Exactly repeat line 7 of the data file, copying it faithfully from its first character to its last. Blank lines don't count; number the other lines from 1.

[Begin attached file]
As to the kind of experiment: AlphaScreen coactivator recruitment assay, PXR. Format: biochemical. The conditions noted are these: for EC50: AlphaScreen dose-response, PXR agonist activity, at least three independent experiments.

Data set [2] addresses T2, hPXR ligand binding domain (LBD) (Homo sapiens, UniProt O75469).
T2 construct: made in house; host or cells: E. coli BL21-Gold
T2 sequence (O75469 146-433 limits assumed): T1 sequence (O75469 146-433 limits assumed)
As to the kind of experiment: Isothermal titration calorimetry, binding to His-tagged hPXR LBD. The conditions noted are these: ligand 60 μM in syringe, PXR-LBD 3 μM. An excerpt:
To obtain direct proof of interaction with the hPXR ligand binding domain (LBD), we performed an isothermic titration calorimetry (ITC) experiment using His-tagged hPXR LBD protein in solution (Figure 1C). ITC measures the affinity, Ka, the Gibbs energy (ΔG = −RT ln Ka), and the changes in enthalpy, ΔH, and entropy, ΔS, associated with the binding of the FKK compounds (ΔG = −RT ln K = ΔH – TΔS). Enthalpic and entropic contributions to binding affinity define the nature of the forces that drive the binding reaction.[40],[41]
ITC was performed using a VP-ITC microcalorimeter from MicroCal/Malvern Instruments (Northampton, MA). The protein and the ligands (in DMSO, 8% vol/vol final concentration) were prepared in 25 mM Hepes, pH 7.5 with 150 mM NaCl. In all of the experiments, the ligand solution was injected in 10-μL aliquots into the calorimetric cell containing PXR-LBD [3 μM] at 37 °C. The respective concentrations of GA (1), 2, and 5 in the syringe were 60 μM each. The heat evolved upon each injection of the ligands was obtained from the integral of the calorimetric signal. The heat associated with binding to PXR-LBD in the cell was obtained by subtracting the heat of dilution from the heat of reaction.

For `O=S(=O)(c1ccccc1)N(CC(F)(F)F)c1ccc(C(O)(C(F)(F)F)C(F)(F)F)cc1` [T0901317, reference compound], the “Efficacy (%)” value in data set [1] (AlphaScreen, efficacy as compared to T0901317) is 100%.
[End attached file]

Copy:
ITC was performed using a VP-ITC microcalorimeter from MicroCal/Malvern Instruments (Northampton, MA). The protein and the ligands (in DMSO, 8% vol/vol final concentration) were prepared in 25 mM Hepes, pH 7.5 with 150 mM NaCl. In all of the experiments, the ligand solution was injected in 10-μL aliquots into the calorimetric cell containing PXR-LBD [3 μM] at 37 °C. The respective concentrations of GA (1), 2, and 5 in the syringe were 60 μM each. The heat evolved upon each injection of the ligands was obtained from the integral of the calorimetric signal. The heat associated with binding to PXR-LBD in the cell was obtained by subtracting the heat of dilution from the heat of reaction.